That's true-that's true!

To say a dull and sleepy warden
Can guard a many-portal'd garden;
That woes which darken many a day,
One moment's smile can charm away;
To say you think that Celia's eye
Speaks aught but trick and treachery-
That's a lie-that's a lie!

That wisdom's bought and virtue sold;
And that you can provide, with gold,
For court a garter or a star,

And valour fit for peace or war;
And purchase knowledge at the U-
Niversity for P. or Q.-

That's true-that's true!

They must be gagg'd who go to court,
And bless, besides, the gagger for't;
That rank-less must be scourged, and thank
The scourgers when they're men of rank;
The humble, poor man's form and hue
Deserve both shame and suffering too

That's true-that's true!

But wond'rous favours to be done,
And glorious prizes to be won;
And downy pillows for our head,
And thornless roses for our bed;
In monarchs' words-to trust and try,
And risk your honour on the die-
That's a lie-that's a lie.

That he who in the courts of law
Defends his person, or estate,
Should have a privilege to draw
Upon the mighty river Plate ;*
And, spite of all that he can do,
He will be pluck'd and laugh'd at too-
That's true-that's true!

Rio de la Plata Silver River.

Siembra en una artesa berros la madre, y sus hijas todas son perros de muchas bodas, y bodas de muchos perros, y sus yernos rompen hierros en la toma de Alzezira, mentira.

To sow of pure and honest seeds,
And gather nought but waste and weeds;
And to pretend our care and toil
Had well prepared the ungrateful soil;
And then on righteous heaven to cry,
As 'twere unjust-and ask it why?
That's a lie-that's a lie.




The Vespers of Palermo. We do not wish to be ungallant, but we are impressed with a feeling, touching very closely upon a conviction, that no lady can write a tragedy; we should, perhaps, be inclined to go further if we were urged, and declare that no lady can write poetry, but, thank heavens, we are not called upon to decide that question; and Mrs. Hannah More, Mrs. Hemans, Miss Baillie, Rosa Matilda, Anna Matilda, and the rest, need not unglove their fingers' ends to wreak vengeance on our little band of ungentlemanly critics. Sappho, a lady of old (not an old lady) did, to be sure, forge some fine links of poetry out of the warm metal of her imagination: but she appears to have been a great brazen burning thing, that had little of the feminine in her composition and "no heed therefore is to be taken of her." But "impossible for a lady to write tragedy!" "Why impossible, Mr. London?" inquires Miss Higginbottom, a lady in azure hose, who very properly champions herself to the outrance, in the defence of the tragic genius of her sex. In the first place, Miss Higginbottom, experience does not show us one tragedy, born of woman, on record:-and, in the next place, we venture to surmise, that the very delicacy and slenderness of woman's mind are adverse to any attempts at tragic composition. Tragedy requires a masculine grasp, or it will not be overpowered. Ladies write pleasant novels, because in them they delineate life as they would draw flowers,-they sketch characters, colour conversationsmake pretty groups of lovers and heroes; but they do not grapple with the passions-they do not lay bare the human heart, and show the storms of passions that rage around it.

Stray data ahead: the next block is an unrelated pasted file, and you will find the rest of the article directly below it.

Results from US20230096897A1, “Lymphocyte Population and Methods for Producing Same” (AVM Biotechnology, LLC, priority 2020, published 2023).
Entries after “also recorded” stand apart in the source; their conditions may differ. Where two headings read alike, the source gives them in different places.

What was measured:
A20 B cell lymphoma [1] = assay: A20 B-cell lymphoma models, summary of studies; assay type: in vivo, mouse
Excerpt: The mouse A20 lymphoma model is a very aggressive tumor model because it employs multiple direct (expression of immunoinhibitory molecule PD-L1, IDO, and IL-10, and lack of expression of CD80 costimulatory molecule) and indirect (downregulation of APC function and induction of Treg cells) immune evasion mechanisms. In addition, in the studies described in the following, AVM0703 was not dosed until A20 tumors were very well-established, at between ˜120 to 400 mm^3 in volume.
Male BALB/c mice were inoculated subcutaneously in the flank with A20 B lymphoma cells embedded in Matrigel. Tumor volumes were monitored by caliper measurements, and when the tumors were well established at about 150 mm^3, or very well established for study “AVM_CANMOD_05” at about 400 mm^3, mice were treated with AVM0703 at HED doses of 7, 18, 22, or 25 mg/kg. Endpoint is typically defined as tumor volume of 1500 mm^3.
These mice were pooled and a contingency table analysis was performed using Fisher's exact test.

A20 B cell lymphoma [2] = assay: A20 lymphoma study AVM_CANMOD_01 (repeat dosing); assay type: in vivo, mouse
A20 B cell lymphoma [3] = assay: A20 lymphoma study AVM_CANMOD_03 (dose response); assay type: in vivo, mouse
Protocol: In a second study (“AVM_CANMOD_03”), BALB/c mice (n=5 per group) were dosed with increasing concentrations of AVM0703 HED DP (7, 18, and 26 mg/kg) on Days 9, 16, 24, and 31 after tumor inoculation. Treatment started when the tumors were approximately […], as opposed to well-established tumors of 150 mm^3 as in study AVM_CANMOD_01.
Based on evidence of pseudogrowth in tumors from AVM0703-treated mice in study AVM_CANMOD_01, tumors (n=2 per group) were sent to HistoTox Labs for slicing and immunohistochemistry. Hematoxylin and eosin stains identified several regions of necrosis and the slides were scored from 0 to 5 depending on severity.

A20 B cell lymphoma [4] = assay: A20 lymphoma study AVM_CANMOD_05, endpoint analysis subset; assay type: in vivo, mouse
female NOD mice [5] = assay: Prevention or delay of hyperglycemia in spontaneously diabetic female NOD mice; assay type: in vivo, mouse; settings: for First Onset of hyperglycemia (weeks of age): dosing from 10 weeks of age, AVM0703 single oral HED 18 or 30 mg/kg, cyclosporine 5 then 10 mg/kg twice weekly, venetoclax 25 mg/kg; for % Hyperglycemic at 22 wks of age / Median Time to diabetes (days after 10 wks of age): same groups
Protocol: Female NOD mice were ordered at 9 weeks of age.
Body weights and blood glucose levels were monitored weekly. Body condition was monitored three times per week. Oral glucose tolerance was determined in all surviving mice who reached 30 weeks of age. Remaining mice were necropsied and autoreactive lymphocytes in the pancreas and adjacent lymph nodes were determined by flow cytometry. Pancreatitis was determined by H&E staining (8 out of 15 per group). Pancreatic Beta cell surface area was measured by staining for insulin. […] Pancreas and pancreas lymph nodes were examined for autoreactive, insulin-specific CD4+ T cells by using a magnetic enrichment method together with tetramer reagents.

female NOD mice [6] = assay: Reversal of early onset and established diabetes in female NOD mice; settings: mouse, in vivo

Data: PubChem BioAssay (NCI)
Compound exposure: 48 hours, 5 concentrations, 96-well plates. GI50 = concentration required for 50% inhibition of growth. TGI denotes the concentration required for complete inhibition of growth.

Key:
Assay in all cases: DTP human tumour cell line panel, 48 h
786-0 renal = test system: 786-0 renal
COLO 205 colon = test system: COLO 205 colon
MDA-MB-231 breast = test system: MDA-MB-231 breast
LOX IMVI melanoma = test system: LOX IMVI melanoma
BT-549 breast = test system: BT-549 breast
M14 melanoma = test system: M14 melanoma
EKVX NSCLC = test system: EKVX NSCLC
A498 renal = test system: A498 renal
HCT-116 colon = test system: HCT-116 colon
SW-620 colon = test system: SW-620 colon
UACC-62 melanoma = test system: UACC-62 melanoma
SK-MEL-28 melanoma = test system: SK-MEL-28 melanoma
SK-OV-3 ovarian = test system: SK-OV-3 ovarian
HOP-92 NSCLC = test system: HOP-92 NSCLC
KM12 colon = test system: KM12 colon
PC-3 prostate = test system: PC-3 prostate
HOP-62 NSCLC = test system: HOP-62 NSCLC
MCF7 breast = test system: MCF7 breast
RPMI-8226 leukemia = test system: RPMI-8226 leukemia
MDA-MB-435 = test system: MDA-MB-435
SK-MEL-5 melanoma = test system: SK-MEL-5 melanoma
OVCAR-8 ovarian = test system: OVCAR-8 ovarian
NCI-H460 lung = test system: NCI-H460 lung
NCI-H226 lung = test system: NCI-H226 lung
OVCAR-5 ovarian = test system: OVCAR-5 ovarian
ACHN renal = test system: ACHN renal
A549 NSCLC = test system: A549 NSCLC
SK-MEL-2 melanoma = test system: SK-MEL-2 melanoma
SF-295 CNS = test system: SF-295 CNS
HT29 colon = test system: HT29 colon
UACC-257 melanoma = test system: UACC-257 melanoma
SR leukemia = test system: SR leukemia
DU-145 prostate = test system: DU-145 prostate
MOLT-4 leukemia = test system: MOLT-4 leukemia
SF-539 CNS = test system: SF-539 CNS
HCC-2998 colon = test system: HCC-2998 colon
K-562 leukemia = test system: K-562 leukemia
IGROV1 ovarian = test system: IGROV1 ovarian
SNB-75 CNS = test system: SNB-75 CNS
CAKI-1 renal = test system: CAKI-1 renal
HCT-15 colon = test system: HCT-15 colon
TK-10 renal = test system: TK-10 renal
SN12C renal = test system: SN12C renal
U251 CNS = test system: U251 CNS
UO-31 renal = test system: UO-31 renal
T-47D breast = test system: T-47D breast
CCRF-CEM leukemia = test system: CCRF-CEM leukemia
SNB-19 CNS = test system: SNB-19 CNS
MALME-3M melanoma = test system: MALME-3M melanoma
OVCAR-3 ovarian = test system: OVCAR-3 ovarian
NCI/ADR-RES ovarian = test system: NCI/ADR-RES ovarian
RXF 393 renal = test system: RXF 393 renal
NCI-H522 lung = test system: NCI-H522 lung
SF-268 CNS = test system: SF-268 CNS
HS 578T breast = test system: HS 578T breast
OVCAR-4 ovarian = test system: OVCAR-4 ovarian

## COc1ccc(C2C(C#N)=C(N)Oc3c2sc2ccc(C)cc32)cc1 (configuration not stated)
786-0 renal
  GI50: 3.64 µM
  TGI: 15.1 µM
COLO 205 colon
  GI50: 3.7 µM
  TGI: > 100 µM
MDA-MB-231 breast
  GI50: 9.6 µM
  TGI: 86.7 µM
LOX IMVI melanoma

They describe characters, instead of calling them up and letting us see them. Miss Baillie's professed Plays of the Passions are certainly plays upon the passions-they are not the passions themselves, which Shakspeare's unprofessed ones are. She makes good miniature copies of our old masters; but our old masters copied from the life. Mrs. Hannah More's Percy was a long serious evil, which Time has shaken under its foot; all we remember is, that it contained very long scenes, and very long speeches, and made very long faces; but it scarcely contained, what we generally look to meet with, some pretty passages. Mrs. Wilmot's Ina was made up of the like Alexandrine description, and is alike forgotten. Miss Porter's tragedy also perished of its story-telling habitsthough her friends declared at the time, and one or two of extraordinary memory persist in it to this day, that it contained some pleasing passages, and ought to have had a run. Buckle would say, that instead of running up to expectation, it bolted. Kean was accused of doing great wrong to Mrs. Wilmot, and Miss Porter; of playing like one of Captain Parry's company, like a true North Poler-a man of ice. But Kean is not the man" to extract sunbeams from cucumbers ;" and Miss Porter and Mrs. Wilmot, when they brought him their unsunned snow, ought not to have expected him to set about attempting the extract. Kean is an actor, not a reciter: he grapples with the passions themselves, and does not point to pretty pictures of them.-Having made these few ungracious remarks, made really "more in sorrow than in anger," we come to the new Tragedy,-dead, alack, and gone,-the Vespers of Palermo.


Very luckily for our pages we